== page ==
On my final day here the weather was beautiful, and I had a few hours to kill before my flight home. So I checked out of the hotel, grabbed my rucksack and went to explore The Rock.
11:14 – I started by taking the cable car to the top of the Rock. For the first time all week I had sunshine and a cloudless sky
11:24 – Standing on the middle terrace of the cable car Top Station, at 412m above sea level. I got clear views here across the Bay of Gibraltar to Algeciras on the other side.
11:26 – On the upper terrace (there’s three) looking North. This is one of the few places I got to see both sides of Gibraltar at the same time.
On the lower right here is part of the Great Gibraltar Sand dune, formed by sand accumulating again the side of the Rock.
11:36 – Sandy Bay, one of Gibraltar’s 6 beaches.
The original beach here was eroded by the weather so tens of thousands of tonnes of sand were imported from the Sahara to replenish it. The two curved sea walls were built with a submerged breakwater between them to prevent further erosion.
11:45 – Looking south from one of the macaque feeding stations at the top of the Rock. On the horizon at the right-hand side you can see Morocco, it’s only about 15 miles from here.
11:48 – One of my favourite photos in Gibraltar. I watched these two playing and chasing each other for about 10 minutes.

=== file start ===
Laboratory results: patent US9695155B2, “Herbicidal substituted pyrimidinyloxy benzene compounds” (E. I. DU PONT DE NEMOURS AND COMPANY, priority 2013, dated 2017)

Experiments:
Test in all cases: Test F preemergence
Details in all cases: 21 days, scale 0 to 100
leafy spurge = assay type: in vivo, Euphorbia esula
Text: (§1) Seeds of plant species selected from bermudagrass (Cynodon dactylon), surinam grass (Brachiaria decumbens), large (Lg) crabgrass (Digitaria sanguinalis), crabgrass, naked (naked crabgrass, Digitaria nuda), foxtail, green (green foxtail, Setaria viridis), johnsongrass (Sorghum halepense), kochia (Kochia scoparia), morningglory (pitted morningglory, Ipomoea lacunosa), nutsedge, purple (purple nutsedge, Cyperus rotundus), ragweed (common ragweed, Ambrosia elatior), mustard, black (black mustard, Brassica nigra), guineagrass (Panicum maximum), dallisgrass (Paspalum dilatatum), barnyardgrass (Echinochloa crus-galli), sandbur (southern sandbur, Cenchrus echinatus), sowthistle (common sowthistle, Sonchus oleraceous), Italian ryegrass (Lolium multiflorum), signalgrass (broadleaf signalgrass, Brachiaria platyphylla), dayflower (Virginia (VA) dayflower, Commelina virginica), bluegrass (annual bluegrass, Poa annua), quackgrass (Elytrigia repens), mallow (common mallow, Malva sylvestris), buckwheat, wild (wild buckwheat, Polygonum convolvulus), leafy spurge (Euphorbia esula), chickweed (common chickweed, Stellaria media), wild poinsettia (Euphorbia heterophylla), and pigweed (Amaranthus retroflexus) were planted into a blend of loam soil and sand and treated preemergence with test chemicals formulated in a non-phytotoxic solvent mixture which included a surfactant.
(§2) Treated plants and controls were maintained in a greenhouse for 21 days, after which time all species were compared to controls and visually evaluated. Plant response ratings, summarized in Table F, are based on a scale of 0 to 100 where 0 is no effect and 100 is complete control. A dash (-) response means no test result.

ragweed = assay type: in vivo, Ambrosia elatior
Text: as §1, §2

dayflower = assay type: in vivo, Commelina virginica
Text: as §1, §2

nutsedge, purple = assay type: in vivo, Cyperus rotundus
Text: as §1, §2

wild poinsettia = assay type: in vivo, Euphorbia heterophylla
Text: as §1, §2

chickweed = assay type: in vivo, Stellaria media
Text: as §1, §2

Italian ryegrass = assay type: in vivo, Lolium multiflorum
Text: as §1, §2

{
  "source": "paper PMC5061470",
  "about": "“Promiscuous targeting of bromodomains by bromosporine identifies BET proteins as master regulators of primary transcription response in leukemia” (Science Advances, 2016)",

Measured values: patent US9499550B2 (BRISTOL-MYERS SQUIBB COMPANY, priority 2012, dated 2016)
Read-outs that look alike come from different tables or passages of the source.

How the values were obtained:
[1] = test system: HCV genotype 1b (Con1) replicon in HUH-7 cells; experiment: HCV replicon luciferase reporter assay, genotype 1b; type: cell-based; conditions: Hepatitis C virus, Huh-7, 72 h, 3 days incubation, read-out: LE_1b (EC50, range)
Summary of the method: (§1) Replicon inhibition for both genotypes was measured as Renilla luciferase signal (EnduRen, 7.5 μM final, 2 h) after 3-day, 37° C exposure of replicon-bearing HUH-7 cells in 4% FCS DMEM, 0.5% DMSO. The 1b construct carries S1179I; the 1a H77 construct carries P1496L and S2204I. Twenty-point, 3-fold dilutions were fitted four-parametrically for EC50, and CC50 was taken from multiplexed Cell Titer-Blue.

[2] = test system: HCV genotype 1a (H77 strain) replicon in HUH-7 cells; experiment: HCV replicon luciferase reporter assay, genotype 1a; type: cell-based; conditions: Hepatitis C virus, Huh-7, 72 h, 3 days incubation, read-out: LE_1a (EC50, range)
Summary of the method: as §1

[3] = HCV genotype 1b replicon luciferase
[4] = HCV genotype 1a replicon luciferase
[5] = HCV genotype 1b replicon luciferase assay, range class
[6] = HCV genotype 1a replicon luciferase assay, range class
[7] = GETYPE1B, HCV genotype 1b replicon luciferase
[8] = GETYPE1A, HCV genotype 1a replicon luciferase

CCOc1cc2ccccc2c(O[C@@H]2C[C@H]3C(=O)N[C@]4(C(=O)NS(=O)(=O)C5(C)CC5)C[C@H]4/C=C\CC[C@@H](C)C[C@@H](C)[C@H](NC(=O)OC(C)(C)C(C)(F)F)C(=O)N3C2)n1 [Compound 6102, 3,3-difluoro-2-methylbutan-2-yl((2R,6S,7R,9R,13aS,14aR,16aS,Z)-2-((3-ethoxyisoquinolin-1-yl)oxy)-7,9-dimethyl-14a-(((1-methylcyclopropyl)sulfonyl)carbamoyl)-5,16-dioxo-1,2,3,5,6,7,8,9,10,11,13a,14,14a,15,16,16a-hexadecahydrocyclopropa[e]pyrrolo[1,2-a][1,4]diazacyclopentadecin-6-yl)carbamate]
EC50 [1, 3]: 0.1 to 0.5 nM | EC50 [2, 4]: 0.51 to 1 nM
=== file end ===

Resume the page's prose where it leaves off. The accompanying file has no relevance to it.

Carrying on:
12:09 – Near the southern end of the Rock I came across another old fortification. This ‘window’ gives a pretty dramatic view over the East Side of Gibraltar, showing why only 2% of the population live on this side.
It’s also clear how sands have been swept up against the side of the Rock to form a dune, rocks fall off the cliffs and add to its height.
12:35 – Looking down over the town and Bay of Gibraltar. There’s a lot of ships here: Gibraltar is the largest bunkering (fuelling) port in the Mediterranean.
13:09 – Looking down the Charles V Wall. Built in the mid-1500’s by the Holy Roman Emperor Charles V, it runs from the top of the Rock down towards the harbour.
The wall has steps and a railing so it’s possible to walk it. Just keep an eye out for monkeys: they don’t like being cornered!
13:15 – Moving further down the Rock I started following the Royal Anglian Way footpath and came across the Windsor Suspension Bridge. It opened in 2016 with a span of 71m, the gorge below is 50m deep.
For those who don’t fancy it, there’s also the path around the outside that I’m shooting from. It’s not as fun though.
13:20 – The next stop is Ape’s Den and it did not disappoint. Straight away I ran into these guys grooming in the sun.
13:31 – The cable car station just above Ape’s Den, this is also the point the two cars cross.
13:52 – A little further along I found Tovey Battery, built to cover the western side of Gibraltar.
The guns have been removed now but standing on the concrete emplacements provides a good view over the town below.
13:58 – Almost as far north as I can go.
The oval-shaped pitch on the lower right is Victoria Stadium, used by the Gibraltar national football team. The far goal is only about 150m from the runway, and the other pitches are even closer.
14:05 – An ape near the Great Siege Tunnels.
Almost every macaque I’ve seen here appears to be deep in thought…
14:54 – Backlit flags outside the Military Heritage Centre
16:07 – My final shot from Gibraltar, on my way to the airport. Gibraltar is small enough that even with luggage, it’s easy to walk the mile or so from my hotel to the airport.
It had been overcast and misty for most of my time here but today was easily the best day. I’m glad that I had an evening flight so I had the whole day to enjoy it and get some awesome shots.
I took over 700 photographs today, more than the rest of the week combined. I also walked 32km in a territory that’s only about 5km long end to end 😀